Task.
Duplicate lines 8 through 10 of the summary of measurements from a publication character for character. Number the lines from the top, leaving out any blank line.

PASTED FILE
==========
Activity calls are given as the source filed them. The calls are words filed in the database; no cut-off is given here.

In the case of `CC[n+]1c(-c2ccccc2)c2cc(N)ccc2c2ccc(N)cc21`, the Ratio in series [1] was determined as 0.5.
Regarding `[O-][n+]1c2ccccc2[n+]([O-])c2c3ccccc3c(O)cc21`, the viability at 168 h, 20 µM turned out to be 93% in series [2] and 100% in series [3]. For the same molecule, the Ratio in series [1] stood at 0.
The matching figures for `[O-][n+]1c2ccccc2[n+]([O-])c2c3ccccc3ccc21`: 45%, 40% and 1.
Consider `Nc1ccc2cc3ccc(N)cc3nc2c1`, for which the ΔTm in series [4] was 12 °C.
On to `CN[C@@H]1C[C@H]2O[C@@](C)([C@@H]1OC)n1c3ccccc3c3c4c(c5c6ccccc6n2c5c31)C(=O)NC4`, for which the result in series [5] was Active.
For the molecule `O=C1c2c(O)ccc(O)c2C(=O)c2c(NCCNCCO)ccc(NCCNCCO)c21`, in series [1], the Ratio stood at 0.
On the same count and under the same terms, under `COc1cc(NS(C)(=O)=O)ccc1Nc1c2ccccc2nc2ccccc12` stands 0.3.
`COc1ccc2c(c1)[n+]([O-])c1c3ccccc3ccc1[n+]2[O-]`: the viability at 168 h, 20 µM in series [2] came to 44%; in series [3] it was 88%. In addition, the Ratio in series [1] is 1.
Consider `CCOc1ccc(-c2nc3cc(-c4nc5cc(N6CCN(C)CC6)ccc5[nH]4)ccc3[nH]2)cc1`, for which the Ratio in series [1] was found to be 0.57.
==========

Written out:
On the same count and under the same terms, under `COc1cc(NS(C)(=O)=O)ccc1Nc1c2ccccc2nc2ccccc12` stands 0.3.
`COc1ccc2c(c1)[n+]([O-])c1c3ccccc3ccc1[n+]2[O-]`: the viability at 168 h, 20 µM in series [2] came to 44%; in series [3] it was 88%. In addition, the Ratio in series [1] is 1.
Consider `CCOc1ccc(-c2nc3cc(-c4nc5cc(N6CCN(C)CC6)ccc5[nH]4)ccc3[nH]2)cc1`, for which the Ratio in series [1] was found to be 0.57.